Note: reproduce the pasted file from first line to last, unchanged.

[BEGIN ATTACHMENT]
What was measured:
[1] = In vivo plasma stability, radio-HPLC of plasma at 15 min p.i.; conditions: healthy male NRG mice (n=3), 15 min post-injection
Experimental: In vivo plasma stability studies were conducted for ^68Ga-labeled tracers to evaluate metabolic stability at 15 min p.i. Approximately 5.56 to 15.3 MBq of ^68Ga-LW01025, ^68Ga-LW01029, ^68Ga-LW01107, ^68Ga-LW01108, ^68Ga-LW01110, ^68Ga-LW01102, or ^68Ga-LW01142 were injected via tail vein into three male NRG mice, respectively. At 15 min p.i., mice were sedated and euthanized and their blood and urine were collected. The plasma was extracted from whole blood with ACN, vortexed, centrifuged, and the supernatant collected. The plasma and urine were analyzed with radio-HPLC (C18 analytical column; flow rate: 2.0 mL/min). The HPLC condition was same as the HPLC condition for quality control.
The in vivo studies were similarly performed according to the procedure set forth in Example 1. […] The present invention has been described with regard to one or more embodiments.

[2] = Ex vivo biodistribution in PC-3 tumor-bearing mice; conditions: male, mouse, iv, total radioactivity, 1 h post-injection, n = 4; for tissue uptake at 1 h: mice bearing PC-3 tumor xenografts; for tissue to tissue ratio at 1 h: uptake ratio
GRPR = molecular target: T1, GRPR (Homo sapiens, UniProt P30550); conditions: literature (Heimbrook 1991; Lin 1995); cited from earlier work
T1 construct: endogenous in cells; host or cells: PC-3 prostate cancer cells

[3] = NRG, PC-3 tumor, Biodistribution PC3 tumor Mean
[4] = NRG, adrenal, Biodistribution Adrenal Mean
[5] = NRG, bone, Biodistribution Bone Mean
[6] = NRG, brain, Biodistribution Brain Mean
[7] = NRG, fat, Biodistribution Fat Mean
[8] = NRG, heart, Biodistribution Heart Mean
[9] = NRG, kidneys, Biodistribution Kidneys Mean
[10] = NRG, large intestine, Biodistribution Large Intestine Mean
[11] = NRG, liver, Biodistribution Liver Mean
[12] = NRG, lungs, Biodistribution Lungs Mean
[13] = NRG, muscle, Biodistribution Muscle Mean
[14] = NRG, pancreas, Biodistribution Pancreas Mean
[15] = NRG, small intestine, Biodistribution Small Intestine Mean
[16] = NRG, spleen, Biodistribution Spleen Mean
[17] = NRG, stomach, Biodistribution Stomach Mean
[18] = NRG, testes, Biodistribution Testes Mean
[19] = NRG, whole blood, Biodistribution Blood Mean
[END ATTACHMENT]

What was measured:
[1] = In vivo plasma stability, radio-HPLC of plasma at 15 min p.i.; conditions: healthy male NRG mice (n=3), 15 min post-injection
Experimental: In vivo plasma stability studies were conducted for ^68Ga-labeled tracers to evaluate metabolic stability at 15 min p.i. Approximately 5.56 to 15.3 MBq of ^68Ga-LW01025, ^68Ga-LW01029, ^68Ga-LW01107, ^68Ga-LW01108, ^68Ga-LW01110, ^68Ga-LW01102, or ^68Ga-LW01142 were injected via tail vein into three male NRG mice, respectively. At 15 min p.i., mice were sedated and euthanized and their blood and urine were collected. The plasma was extracted from whole blood with ACN, vortexed, centrifuged, and the supernatant collected. The plasma and urine were analyzed with radio-HPLC (C18 analytical column; flow rate: 2.0 mL/min). The HPLC condition was same as the HPLC condition for quality control.
The in vivo studies were similarly performed according to the procedure set forth in Example 1. […] The present invention has been described with regard to one or more embodiments.

[2] = Ex vivo biodistribution in PC-3 tumor-bearing mice; conditions: male, mouse, iv, total radioactivity, 1 h post-injection, n = 4; for tissue uptake at 1 h: mice bearing PC-3 tumor xenografts; for tissue to tissue ratio at 1 h: uptake ratio
GRPR = molecular target: T1, GRPR (Homo sapiens, UniProt P30550); conditions: literature (Heimbrook 1991; Lin 1995); cited from earlier work
T1 construct: endogenous in cells; host or cells: PC-3 prostate cancer cells

[3] = NRG, PC-3 tumor, Biodistribution PC3 tumor Mean
[4] = NRG, adrenal, Biodistribution Adrenal Mean
[5] = NRG, bone, Biodistribution Bone Mean
[6] = NRG, brain, Biodistribution Brain Mean
[7] = NRG, fat, Biodistribution Fat Mean
[8] = NRG, heart, Biodistribution Heart Mean
[9] = NRG, kidneys, Biodistribution Kidneys Mean
[10] = NRG, large intestine, Biodistribution Large Intestine Mean
[11] = NRG, liver, Biodistribution Liver Mean
[12] = NRG, lungs, Biodistribution Lungs Mean
[13] = NRG, muscle, Biodistribution Muscle Mean
[14] = NRG, pancreas, Biodistribution Pancreas Mean
[15] = NRG, small intestine, Biodistribution Small Intestine Mean
[16] = NRG, spleen, Biodistribution Spleen Mean
[17] = NRG, stomach, Biodistribution Stomach Mean
[18] = NRG, testes, Biodistribution Testes Mean
[19] = NRG, whole blood, Biodistribution Blood Mean